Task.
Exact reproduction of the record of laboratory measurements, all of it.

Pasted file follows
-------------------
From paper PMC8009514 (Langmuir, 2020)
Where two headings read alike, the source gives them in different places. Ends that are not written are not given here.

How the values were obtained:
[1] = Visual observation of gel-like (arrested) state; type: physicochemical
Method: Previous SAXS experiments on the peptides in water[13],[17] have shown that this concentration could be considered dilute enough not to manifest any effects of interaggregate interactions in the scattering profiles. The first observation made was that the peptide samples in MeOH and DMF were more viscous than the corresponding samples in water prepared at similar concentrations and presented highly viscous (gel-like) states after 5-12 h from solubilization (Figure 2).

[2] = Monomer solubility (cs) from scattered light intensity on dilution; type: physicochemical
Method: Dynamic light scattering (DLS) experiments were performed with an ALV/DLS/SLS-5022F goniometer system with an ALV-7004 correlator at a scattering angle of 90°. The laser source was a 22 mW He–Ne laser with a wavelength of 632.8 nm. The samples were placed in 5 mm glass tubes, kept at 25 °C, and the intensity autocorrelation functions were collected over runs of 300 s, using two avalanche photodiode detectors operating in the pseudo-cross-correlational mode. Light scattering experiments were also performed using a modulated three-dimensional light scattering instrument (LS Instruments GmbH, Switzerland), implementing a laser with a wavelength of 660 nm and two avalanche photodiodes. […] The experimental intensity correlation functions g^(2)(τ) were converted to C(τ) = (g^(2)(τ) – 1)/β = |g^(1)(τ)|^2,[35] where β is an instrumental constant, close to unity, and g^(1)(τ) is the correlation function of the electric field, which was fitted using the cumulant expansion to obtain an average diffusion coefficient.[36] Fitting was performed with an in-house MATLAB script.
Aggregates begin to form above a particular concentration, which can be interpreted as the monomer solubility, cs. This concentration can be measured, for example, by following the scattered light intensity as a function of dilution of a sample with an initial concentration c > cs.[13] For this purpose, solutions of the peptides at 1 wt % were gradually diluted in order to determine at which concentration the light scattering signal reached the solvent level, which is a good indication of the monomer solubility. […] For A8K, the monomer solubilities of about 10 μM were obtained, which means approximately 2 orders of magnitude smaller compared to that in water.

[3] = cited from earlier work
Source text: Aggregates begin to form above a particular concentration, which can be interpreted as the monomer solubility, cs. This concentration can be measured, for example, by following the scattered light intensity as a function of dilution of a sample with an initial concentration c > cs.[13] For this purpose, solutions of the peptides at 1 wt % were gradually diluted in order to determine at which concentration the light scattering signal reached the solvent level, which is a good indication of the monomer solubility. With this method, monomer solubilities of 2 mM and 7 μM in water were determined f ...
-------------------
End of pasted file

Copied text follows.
From paper PMC8009514 (Langmuir, 2020)
Where two headings read alike, the source gives them in different places. Ends that are not written are not given here.

How the values were obtained:
[1] = Visual observation of gel-like (arrested) state; type: physicochemical
Method: Previous SAXS experiments on the peptides in water[13],[17] have shown that this concentration could be considered dilute enough not to manifest any effects of interaggregate interactions in the scattering profiles. The first observation made was that the peptide samples in MeOH and DMF were more viscous than the corresponding samples in water prepared at similar concentrations and presented highly viscous (gel-like) states after 5-12 h from solubilization (Figure 2).

[2] = Monomer solubility (cs) from scattered light intensity on dilution; type: physicochemical
Method: Dynamic light scattering (DLS) experiments were performed with an ALV/DLS/SLS-5022F goniometer system with an ALV-7004 correlator at a scattering angle of 90°. The laser source was a 22 mW He–Ne laser with a wavelength of 632.8 nm. The samples were placed in 5 mm glass tubes, kept at 25 °C, and the intensity autocorrelation functions were collected over runs of 300 s, using two avalanche photodiode detectors operating in the pseudo-cross-correlational mode. Light scattering experiments were also performed using a modulated three-dimensional light scattering instrument (LS Instruments GmbH, Switzerland), implementing a laser with a wavelength of 660 nm and two avalanche photodiodes. […] The experimental intensity correlation functions g^(2)(τ) were converted to C(τ) = (g^(2)(τ) – 1)/β = |g^(1)(τ)|^2,[35] where β is an instrumental constant, close to unity, and g^(1)(τ) is the correlation function of the electric field, which was fitted using the cumulant expansion to obtain an average diffusion coefficient.[36] Fitting was performed with an in-house MATLAB script.
Aggregates begin to form above a particular concentration, which can be interpreted as the monomer solubility, cs. This concentration can be measured, for example, by following the scattered light intensity as a function of dilution of a sample with an initial concentration c > cs.[13] For this purpose, solutions of the peptides at 1 wt % were gradually diluted in order to determine at which concentration the light scattering signal reached the solvent level, which is a good indication of the monomer solubility. […] For A8K, the monomer solubilities of about 10 μM were obtained, which means approximately 2 orders of magnitude smaller compared to that in water.

[3] = cited from earlier work
Source text: Aggregates begin to form above a particular concentration, which can be interpreted as the monomer solubility, cs. This concentration can be measured, for example, by following the scattered light intensity as a function of dilution of a sample with an initial concentration c > cs.[13] For this purpose, solutions of the peptides at 1 wt % were gradually diluted in order to determine at which concentration the light scattering signal reached the solvent level, which is a good indication of the monomer solubility. With this method, monomer solubilities of 2 mM and 7 μM in water were determined f ...